The Ponys at the Double Door
Chicago, April 29, 2005
The Ponys emerged from the whirlwind of the past year with a new lineup, a new album, and a new direction (sort of) to headline the Double Door for their record release show for their latest, Celebration Castle (In The Red). This time around The Ponys were a leaner and meaner group than in the past. While supporting their first long player, Laced With Romance, which was all over the map in styles and genres but still centered with energy and possibilities, their live shows were an experience to behold with swerving garage rock chords balanced out with Farfisa swirls accompanied by a rhythm section with echoes of new wave and a punch of Bowery punk along with an Anglo element to round off the rough edges.
Last year’s record release at Empty Bottle seemed to be some kind of Chicago bohemian underground happening. It made me imagine what it would have been like to catch a night at CBGB’s at the height of the Bowery explosion. There was something palpable in the air, like anything could happen. The room was completely electric. It was one of those perfect storm situations – great crowd, great bands on the lineup, just enough intoxication, just enough excitement. And at the center of it all was The Ponys proving their worth, owning the room, and taking on the weight of the “next big thing” from the Chicago scene. Walking out of the show I felt anything was possible for The Ponys – Chicago’s newest favorite little band that could.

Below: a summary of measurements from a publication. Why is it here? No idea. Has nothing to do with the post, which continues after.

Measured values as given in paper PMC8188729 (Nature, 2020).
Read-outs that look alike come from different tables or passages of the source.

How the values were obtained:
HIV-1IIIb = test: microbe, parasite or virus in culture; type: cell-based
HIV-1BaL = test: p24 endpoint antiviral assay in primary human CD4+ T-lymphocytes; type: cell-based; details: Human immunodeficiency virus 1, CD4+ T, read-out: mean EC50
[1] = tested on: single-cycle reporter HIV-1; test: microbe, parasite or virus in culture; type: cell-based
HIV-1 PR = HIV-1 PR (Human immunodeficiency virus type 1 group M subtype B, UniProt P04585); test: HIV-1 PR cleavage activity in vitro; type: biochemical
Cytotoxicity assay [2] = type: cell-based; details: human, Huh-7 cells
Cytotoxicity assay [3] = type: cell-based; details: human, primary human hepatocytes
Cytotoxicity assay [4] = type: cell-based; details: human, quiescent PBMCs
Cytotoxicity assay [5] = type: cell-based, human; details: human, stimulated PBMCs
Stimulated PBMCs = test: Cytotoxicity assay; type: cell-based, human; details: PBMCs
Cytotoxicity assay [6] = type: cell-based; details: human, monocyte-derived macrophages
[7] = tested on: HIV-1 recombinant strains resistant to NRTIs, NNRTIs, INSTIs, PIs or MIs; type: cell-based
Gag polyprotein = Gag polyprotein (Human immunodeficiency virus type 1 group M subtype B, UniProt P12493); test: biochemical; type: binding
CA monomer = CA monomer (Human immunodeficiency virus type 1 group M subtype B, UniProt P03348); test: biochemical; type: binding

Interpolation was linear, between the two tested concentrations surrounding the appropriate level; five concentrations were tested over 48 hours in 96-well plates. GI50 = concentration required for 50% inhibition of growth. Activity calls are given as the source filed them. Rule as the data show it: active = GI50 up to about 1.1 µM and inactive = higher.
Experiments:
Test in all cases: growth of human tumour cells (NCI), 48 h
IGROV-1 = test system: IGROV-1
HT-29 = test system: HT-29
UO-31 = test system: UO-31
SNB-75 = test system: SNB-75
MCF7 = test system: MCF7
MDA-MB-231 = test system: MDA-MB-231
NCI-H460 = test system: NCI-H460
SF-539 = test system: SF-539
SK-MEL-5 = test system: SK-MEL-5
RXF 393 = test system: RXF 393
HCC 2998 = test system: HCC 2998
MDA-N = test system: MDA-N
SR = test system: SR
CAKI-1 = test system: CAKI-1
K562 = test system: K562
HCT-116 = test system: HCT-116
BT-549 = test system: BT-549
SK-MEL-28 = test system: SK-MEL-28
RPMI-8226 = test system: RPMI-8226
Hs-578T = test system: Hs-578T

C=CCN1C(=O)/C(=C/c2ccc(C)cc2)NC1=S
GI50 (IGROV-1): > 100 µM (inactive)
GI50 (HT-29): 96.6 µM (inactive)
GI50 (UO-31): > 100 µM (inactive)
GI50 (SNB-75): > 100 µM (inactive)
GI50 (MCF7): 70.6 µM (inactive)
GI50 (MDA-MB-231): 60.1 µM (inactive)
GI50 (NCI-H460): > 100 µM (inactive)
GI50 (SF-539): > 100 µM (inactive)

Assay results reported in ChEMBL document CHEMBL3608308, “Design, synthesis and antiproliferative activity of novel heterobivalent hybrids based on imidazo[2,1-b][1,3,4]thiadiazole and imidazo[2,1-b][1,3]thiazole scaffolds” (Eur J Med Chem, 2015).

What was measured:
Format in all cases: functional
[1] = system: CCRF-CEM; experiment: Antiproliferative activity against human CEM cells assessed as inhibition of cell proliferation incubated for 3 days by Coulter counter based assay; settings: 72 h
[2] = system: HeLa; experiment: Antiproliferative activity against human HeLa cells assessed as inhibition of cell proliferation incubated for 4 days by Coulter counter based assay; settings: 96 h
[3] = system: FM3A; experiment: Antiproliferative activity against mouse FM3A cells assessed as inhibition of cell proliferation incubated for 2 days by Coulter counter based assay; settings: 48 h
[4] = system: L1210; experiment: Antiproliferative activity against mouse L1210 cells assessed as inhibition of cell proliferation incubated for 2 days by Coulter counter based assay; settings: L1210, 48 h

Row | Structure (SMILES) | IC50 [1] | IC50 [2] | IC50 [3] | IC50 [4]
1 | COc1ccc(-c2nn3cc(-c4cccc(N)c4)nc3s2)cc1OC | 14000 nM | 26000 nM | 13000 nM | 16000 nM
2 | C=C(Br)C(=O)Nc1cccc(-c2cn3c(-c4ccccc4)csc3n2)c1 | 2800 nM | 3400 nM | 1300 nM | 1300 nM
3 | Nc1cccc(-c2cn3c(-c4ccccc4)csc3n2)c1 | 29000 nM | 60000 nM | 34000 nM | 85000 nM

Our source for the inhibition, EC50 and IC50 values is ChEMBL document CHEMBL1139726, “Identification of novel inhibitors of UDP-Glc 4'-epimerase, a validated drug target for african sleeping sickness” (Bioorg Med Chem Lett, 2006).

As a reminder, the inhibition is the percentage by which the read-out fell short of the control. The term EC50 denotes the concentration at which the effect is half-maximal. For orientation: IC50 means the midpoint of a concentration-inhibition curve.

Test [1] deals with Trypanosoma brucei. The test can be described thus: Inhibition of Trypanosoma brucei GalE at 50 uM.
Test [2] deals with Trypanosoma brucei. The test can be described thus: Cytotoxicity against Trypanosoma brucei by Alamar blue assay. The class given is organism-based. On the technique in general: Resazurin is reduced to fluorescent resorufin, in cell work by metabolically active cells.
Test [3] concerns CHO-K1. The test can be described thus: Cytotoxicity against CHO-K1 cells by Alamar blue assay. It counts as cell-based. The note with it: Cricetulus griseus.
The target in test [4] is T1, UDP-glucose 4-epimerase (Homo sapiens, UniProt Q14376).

A lot has changed for The Ponys over the past year: they got caught in a mild swell of critical praise and a growing fan base, sold about 10,000 albums, tours took them across the US and Europe, they lost a key element of their sound and stage show with guitarist-keyboardist Ian Adams. They replaced him with ex-90 Day Men guitarist Brian Case. With a slightly refined sound they were poised to take the stage to debut their new album, new line up, and new future.
With so much that’s happened to them over the past year, a lesser group could have cracked under the pressure and retreated, but they’ve been able to soldier on, throw together a new album with the help of Steve Albini, and plan another tour. Not too shabby. And with the record release show The Ponys pulled off a decent show and still carry the promise of a band with a bright future. Exuberant as always, they still showed the weight of all those changes.
This year The Ponys still held the Double Door crowd in the palm of their hands. But there was a little less electricity about the event this time around. The new lineup is capable and entertaining, but the energy and flexibility that Ian Adams brought to the band was sorely missing. Leaning less on their past anglophile-meets-garage-rock sound, they played a more straight ahead ragged new wave set, echoing influences by the likes of Television, Joy Division, Echo & the Bunnymen, and the Cure. Though not very original, it came across as familiar and enjoyable. Singer-guitarist Jared Gummere yapped out lyrics with his signature gravely bark among a backdrop of non-stop wall of guitar noise and able rhythm section including highlights from the new album “Glass Conversation”, “Shot The World,” “Discoteca,” and from the previous release “Chemical Imbalance.” But the spotlight was stolen by bassist Melissa Elisa when she yelped out “She’s Broken” toward the end of the set, completely winning over the crowd.